- feedback in 2014 demonstrated an improvement in wellbeing, confidence and a break in isolation for attendees
- on average around 20 people attend Open Space each week, though there has been a steady increase over the last few months and a maximum of around 50 attending one week in December 2015
Sample of recent Open Space attendee questionnaires:
Question: What do you think of Open Space?
- “It is helpful to all people with Mental Health”
- “Helpful and people friendly”
- “Very helpful and lets you voice your opinions on a subject and gain a better understanding”
- “I think it’s a great group for individuals that don’t have friends, maybe feeling lonely, somewhere to have a chat and make new friends”
- “A great place to meet friends and learn other triggers of mental health”
Question: What has been most helpful?
- “Lots of humour amongst participants – everyone is happy. Knowledgeable staff”
- “Getting together”
- “Listening to the person talking / conversations, because you learn”
- “Somebody to talk to afterwards if you have any concerns”
- “Being with other people”
- “Meeting new friends”
Case Studies 2014-2015
A local sports coach contacted the service after finding the MHIS details on a leaflet in the library. They had concerns about a team player, who appeared depressed, was self-harming, taking drugs and was homeless. The MHIS coordinator was able to signpost a local GP, drug/alcohol treatment services, and support for depression and self-harm. Within a week the coach had encouraged the player to visit their GP, they had seen a GP link worker, visited a housing provider for emergency accommodation and had an appointment with Turning Point (providing drug/alcohol treatment).
Library staff were able to help reduce isolation for an elderly lady, by teaching her how to use her IPad. She is now able to email friends and Skype her daughter in China and son in Devon.
A customer who had been caring for her husband for 8 years completed a Warm Handover through her local library, after struggling with his rapidly deteriorating condition. Within a few days she was in contact with Suffolk Family Carers and Age UK, who were able to offer her support and advice during a very difficult time.
A customer attended an Action for Happiness workshop and contacted the service afterwards to let us know as a result they will be looking into attending a local Mental Health support course (Headspace). After suffering with depression and anxiety, not being able to get work, family bereavements and serious illness the event helped the individual to find other means of support and encouraged them to look at their anxiety around working. They were very motivated by the event and keen to return to similar events in the future within the library.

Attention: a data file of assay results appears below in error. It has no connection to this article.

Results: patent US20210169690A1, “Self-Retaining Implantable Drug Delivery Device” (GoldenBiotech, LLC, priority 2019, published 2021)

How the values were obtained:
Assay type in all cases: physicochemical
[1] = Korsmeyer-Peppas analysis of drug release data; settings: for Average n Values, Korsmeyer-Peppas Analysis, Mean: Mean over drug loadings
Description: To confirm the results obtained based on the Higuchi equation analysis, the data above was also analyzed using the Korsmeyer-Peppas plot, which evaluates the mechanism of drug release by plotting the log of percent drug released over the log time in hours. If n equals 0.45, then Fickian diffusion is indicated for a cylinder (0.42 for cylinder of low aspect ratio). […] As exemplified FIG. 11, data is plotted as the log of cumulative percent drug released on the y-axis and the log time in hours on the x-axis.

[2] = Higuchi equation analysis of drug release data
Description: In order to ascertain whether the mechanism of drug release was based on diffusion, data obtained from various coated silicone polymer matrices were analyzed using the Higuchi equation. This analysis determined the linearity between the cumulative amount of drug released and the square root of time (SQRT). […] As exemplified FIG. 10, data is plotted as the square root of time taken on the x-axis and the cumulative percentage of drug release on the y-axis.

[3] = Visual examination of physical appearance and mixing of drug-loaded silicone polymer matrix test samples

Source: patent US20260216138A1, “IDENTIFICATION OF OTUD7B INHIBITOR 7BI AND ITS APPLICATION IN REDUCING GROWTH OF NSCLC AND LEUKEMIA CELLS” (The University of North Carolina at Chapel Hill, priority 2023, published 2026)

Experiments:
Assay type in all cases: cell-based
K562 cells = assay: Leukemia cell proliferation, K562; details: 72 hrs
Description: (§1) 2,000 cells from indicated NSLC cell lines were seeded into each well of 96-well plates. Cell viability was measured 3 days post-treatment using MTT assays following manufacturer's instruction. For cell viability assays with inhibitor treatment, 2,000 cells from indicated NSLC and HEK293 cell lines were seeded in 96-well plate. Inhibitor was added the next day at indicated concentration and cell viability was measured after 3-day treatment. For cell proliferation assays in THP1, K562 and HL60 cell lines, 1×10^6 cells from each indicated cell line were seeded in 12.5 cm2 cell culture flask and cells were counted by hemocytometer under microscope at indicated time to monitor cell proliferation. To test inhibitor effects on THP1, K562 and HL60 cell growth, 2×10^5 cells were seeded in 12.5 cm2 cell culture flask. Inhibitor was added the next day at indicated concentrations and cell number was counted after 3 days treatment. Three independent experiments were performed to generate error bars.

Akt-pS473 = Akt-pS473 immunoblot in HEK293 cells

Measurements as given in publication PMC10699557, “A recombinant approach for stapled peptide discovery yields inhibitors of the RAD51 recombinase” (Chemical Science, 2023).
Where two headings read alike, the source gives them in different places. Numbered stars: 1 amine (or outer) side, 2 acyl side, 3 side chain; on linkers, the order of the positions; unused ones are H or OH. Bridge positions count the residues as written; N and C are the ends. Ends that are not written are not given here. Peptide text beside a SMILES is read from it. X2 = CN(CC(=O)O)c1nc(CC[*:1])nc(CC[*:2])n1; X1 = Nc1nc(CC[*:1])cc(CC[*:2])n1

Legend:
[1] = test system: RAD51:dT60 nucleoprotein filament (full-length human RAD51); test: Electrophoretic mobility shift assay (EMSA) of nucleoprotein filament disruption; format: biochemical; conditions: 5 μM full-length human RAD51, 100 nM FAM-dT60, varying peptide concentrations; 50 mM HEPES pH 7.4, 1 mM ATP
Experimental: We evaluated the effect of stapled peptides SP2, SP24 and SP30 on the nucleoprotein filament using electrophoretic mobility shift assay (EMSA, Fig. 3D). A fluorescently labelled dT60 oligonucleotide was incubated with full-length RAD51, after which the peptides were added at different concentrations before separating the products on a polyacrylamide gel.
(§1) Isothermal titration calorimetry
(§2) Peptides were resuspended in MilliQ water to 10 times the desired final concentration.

A member of the public emailed the MHIS coordinator, expressing concerns for the wellbeing and life of a friend and asking for advice on how/where to get help from. The email was raised with our safeguarding lead and general advice was given, as well as recommending emergency services if the person felt a genuine and immediate concern for the safety of their friend. They responded thanking us for the help and stating it had been very helpful.
Accomplishments and lessons learnt
We believe that Suffolk is currently the only library service commissioned to offer this service, with an in-house coordinator, paid for by the contract.
One of the lessons we have learned is the need to publicise to people with a mental health issue on how to keep well through their use of libraries. We also need to ensure that all health practitioners are aware and engaged in this new approach. We want to offer a social space which is open and integrated into the community to build resilience. This is also a change of approach for workers, as previously they have been operating in enclosed and separate settings, but change is happening.
A press release was issued in early 2016 about the service and further press releases have been discussed to help advertise the service’s relaunch.
The MHIS is currently awaiting confirmation of 2016-2017 funding. The funding proposal submitted has included extending the in-house mental health and wellbeing support groups and activities to cover a wider range (including specific activities on men’s mental health, refugee women, children and young people and those struggling to find or stay in work). The aim is to facilitate the Open Space format in at least two further libraries.
The service also aims to apply for external funding to support community engagement, reduce stigma and increase its link with the arts and wellbeing.
To aid awareness they are currently beginning the process of branding and renaming the service, to give it a more recognisable and user friendly face.
MHIS website please note, the site is under construction and more resources will be added during early 2016.
Suffolk mental health and wellbeing co-ordinator on twitter
Youtube channel - including videos constructed from the Action for Happiness project
Contact for further information:firstname.lastname@example.org
Published: 15 January 2016